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RNF212 is a dosage-sensitive regulator of crossing-over during mammalian meiosis

Nature Genetics volume 45, pages 269278 (2013) | Download Citation

Abstract

Crossing-over ensures accurate chromosome segregation during meiosis, and every pair of chromosomes obtains at least one crossover, even though the majority of recombination sites yield non-crossovers. A putative regulator of crossing-over is RNF212, which is associated with variation in crossover rates in humans. We show that mouse RNF212 is essential for crossing-over, functioning to couple chromosome synapsis to the formation of crossover-specific recombination complexes. Selective localization of RNF212 to a subset of recombination sites is shown to be a key early step in the crossover designation process. RNF212 acts at these sites to stabilize meiosis-specific recombination factors, including the MutSγ complex (MSH4-MSH5). We infer that selective stabilization of key recombination proteins is a fundamental feature of meiotic crossover control. Haploinsufficiency indicates that RNF212 is a limiting factor for crossover control and raises the possibility that human alleles may alter the amount or stability of RNF212 and be risk factors for aneuploid conditions.

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Acknowledgements

We thank C. Heyting (Wageningen University) for antibodies to SYCP1 and SYCP3, S. Keeney and M. Jasin (Memorial Sloan-Kettering Cancer Center) for Spo11 knockout mice, M. Paddy for help with SIM imaging, J. Trimmer for help with imaging tissue sections and G. Coop for discussions. Knockout mice were generated in collaboration with the University of California, Davis, Mouse Biology Program (MBP). B.d.M. is supported by grants from the CNRS, Association pour la Recherche sur le Cancer and Agence Nationale de la Recherche (ANR-09-BLAN-0269-01). This work was supported by US National Institutes of Health (NIH) grant R01GM084955 to N.H. N.H. is an Early Career Scientist of the Howard Hughes Medical Institute.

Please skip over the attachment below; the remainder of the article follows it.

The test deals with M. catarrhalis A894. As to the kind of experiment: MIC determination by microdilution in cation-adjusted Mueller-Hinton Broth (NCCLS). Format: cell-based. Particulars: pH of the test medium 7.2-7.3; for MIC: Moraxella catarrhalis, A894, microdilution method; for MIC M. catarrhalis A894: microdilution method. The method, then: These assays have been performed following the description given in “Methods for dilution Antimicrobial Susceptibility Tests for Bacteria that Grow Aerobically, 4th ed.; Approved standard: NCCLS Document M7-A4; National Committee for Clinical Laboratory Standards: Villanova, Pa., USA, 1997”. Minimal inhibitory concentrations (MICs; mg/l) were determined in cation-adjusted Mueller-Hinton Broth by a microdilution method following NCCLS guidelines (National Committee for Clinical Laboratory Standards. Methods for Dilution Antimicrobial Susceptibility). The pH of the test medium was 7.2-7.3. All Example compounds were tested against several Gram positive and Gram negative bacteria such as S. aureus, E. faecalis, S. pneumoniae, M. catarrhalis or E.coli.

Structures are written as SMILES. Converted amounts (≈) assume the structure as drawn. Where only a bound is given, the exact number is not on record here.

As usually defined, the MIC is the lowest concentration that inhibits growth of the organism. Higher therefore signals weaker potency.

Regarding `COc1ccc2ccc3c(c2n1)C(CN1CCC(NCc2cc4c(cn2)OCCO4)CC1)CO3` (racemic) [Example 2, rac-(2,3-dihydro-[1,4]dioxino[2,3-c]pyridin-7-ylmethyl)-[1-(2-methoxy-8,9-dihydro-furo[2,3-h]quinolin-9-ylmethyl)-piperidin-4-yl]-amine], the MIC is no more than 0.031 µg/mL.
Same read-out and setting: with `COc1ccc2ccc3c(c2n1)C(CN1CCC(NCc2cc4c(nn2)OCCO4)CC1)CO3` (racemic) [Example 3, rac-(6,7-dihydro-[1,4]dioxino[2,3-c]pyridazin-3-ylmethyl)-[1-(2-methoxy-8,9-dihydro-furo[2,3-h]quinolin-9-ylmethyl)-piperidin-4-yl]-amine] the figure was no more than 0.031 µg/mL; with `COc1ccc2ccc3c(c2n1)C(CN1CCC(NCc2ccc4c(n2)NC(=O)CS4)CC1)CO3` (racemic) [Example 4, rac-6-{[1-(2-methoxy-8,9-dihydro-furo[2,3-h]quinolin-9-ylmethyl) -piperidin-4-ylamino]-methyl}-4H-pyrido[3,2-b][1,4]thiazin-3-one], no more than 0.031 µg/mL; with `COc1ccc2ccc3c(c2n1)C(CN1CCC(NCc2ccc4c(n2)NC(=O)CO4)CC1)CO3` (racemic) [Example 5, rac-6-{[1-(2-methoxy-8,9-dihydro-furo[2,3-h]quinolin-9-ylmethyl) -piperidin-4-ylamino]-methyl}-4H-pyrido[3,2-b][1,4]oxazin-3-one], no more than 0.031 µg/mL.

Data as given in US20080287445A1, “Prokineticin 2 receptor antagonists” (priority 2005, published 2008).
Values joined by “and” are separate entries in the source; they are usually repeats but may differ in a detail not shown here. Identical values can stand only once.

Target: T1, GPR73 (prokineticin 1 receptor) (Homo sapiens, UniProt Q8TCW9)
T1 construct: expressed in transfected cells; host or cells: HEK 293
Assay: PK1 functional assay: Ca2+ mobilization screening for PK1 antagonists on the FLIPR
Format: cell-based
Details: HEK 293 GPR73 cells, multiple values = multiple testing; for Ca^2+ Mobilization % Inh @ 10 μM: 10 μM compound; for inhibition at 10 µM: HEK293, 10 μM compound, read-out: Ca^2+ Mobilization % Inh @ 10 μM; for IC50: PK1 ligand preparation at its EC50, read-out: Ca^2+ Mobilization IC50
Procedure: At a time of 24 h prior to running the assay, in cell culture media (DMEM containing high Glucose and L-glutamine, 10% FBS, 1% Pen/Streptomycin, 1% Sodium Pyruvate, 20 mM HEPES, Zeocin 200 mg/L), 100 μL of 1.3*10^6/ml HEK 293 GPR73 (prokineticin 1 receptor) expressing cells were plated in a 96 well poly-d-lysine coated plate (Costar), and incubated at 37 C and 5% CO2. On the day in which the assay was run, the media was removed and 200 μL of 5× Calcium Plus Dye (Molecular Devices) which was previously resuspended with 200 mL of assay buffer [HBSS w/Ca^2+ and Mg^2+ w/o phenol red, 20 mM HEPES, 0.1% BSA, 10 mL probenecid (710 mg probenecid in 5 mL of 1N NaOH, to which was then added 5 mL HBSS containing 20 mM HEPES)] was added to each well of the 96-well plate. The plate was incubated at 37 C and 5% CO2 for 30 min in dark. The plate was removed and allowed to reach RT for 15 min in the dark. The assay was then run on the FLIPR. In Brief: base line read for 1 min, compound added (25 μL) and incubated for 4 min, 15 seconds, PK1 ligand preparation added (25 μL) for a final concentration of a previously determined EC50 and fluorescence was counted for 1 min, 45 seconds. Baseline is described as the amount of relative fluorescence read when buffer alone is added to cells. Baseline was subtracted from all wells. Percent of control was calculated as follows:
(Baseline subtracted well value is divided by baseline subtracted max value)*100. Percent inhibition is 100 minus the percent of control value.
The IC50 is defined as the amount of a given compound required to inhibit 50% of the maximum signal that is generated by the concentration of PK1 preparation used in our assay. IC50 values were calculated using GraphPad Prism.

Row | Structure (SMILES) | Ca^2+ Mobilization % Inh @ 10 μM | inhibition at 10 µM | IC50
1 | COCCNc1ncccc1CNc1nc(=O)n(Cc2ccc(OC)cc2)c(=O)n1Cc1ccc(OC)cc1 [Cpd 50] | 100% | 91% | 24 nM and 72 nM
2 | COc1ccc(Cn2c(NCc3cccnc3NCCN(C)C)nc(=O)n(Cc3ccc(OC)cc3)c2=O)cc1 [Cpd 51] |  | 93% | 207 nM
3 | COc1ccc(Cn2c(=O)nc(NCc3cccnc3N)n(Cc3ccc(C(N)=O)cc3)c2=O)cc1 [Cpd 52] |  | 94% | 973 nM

Author information

Affiliations

  1. Howard Hughes Medical Institute, University of California, Davis, Davis, California, USA.

    • April Reynolds
    • , Huanyu Qiao
    • , Ye Yang
    • , Jefferson K Chen
    • , Neil Jackson
    • , Kajal Biswas
    •  & Neil Hunter
  2. Department of Microbiology & Molecular Genetics, University of California, Davis, Davis, California, USA.

    • April Reynolds
    • , Huanyu Qiao
    • , Ye Yang
    • , Jefferson K Chen
    • , Neil Jackson
    • , Kajal Biswas
    •  & Neil Hunter
  3. Center for Reproductive Genomics, Department of Biomedical Sciences, Cornell University, Ithaca, New York, USA.

    • J Kim Holloway
    •  & Paula E Cohen
  4. Institut de Génétique Humaine, Centre National de Recherche Scientifique (CNRS), Montpellier, France.

    • Frédéric Baudat
    •  & Bernard de Massy
  5. Center for Animal Transgenesis and Germ Cell Research, Department of Animal Biology, University of Pennsylvania, Philadelphia, Pennsylvania, USA.

    • Jeremy Wang
  6. Department of Cell and Molecular Biology, Karolinska Institutet, Stockholm, Sweden.

    • Christer Höög
  7. Department of Molecular & Cellular Biology, University of California, Davis, Davis, California, USA.

    • Neil Hunter
  8. Department of Cell Biology & Human Anatomy, University of California, Davis, Davis, California, USA.

    • Neil Hunter

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Contributions

A.R., N.J., H.Q., Y.Y., K.B., P.E.C. and N.H. conceived and designed the experiments. A.R., N.J., H.Q., Y.Y., J.K.C., K.B., J.K.H., B.d.M., F.B. and N.H. performed the experiments. A.R., H.Q., Y.Y., J.K.C., K.B., B.d.M. and N.H. analyzed the data. J.W. and C.H. contributed reagents, materials and/or analysis tools. A.R., H.Q., Y.Y., K.B. and N.H. wrote the manuscript.

Competing interests

The authors declare no competing financial interests.

Corresponding author

Correspondence to Neil Hunter.

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https://doi.org/10.1038/ng.2541

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